In view of the investigation of the aforesaid judicial precedents and legal points of reference, it is clear that the judicial response to the doctrine of force majeure has been inflexible. The courts have not permitted economic inability, inconvenience, trouble in execution or performance, onerousness and so on as grounds of force majeure for a party to terminate or get exemption from a contract. The methodology adopted by Courts on force majeure proposes that there are no fixed principles with respect to the applicability of the concept of force majeure to save a party from the performance of contracts. The Courts examine the issue dependent on the reality and facts of each case and the relief is thus granted to parties accordingly. Therefore, parties should turn away from attempting to demonstrate frustration in a case where performance is otherwise possible. The following are the pertinent points which need to be taken into consideration in order to access and analyze whether force majeure clause is attracted or not: a) Whether a contract contains force majeure clause or not? b) If the contract contains Force Majeure clause, Section 32 of the Indian Contract Act, 1872 is attracted. c) If the contract does not contain Force Majeure clause, Section 56 of the Indian Contract Act, 1872 is attracted. d) Mere difficulty or inconvenience of a party is not force majeure.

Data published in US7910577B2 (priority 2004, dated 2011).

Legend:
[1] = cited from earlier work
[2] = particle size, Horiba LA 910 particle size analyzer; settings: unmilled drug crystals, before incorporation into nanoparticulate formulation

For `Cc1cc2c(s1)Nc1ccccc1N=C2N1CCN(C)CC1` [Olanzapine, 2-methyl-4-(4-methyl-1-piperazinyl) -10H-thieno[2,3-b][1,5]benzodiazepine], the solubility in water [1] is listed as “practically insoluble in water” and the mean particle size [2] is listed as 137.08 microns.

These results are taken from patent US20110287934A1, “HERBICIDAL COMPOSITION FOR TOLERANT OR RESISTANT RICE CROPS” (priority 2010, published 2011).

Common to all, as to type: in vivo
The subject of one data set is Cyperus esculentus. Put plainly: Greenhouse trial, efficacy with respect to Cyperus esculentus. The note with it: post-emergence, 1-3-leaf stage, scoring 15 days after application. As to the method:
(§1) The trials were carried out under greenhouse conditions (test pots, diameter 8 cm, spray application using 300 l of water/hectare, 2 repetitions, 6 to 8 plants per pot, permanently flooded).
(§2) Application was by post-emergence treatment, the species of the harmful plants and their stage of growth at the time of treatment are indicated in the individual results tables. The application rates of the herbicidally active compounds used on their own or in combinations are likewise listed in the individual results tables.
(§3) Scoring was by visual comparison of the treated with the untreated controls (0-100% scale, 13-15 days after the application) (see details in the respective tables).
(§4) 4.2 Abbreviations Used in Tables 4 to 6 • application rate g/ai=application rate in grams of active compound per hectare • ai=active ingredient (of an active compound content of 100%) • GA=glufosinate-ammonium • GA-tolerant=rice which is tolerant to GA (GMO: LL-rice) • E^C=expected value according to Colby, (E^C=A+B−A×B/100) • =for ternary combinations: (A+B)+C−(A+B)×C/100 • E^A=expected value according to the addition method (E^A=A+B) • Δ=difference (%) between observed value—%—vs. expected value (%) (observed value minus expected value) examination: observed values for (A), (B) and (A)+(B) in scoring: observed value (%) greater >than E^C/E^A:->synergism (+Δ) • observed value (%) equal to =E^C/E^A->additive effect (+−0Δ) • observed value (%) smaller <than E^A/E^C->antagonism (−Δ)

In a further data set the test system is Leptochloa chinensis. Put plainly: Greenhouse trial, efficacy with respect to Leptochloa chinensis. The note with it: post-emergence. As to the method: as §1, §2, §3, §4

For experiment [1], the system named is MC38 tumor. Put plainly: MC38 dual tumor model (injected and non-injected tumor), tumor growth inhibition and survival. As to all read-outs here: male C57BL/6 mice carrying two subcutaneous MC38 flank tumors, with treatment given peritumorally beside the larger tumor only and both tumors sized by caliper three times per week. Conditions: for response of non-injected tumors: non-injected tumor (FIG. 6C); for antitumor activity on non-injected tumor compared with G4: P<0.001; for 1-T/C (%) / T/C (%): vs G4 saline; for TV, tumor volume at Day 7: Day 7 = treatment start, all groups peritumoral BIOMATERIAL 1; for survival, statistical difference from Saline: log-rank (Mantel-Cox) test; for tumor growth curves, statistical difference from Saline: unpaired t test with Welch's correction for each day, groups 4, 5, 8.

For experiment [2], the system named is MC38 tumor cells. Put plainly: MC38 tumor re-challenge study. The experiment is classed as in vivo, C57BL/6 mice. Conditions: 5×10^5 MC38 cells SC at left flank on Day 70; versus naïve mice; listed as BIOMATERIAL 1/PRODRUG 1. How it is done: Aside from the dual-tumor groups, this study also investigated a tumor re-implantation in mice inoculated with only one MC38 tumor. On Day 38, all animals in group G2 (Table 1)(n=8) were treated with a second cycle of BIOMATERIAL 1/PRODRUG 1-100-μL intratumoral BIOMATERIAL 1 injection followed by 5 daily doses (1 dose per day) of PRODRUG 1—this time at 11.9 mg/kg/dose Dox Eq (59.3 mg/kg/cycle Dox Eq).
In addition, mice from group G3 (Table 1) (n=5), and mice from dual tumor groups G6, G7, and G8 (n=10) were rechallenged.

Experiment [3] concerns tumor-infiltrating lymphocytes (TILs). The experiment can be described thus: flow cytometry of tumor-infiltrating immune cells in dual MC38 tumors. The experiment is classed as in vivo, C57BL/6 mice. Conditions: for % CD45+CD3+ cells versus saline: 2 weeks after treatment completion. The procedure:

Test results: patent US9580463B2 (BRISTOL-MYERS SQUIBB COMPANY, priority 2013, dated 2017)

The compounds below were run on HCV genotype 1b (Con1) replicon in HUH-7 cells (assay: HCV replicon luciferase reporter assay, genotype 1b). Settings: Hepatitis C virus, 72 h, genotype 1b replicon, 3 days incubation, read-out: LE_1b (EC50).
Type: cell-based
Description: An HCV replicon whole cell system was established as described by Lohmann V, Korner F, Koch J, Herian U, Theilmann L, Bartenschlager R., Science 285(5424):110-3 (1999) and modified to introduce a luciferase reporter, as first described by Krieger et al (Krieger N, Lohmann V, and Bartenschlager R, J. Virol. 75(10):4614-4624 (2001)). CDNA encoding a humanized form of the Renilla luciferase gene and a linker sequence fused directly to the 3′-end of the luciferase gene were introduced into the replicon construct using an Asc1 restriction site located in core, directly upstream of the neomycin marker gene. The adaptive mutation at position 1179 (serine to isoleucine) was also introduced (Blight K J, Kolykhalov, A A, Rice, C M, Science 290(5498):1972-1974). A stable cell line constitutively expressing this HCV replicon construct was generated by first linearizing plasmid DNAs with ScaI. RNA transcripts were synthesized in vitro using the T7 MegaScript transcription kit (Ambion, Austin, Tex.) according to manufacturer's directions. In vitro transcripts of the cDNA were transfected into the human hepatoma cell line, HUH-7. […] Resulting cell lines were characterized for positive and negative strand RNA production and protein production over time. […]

SUGGESTIONS: The party sending out notice should retain evidence, i.e. the supporting documents with regard to the impossibility of performance, delay or notices served, if any. Notice must be served expeditiously indicating that the agreement has gotten difficult to perform or that a force majeure occasion has occurred. The parties ‘receiving’ notices of force majeure, it is necessary for them to ascertain whether such notice holds consistency with the protections provided by the clause, if due process has been followed and whether supporting documents are available.
The Authors Viqas Malik and Romaan Muneeb are Lawyers at the J&K High Court and Partners at “Malik and Romaan Law offices, Srinagar”. The Authors can be reached at firstname.lastname@example.org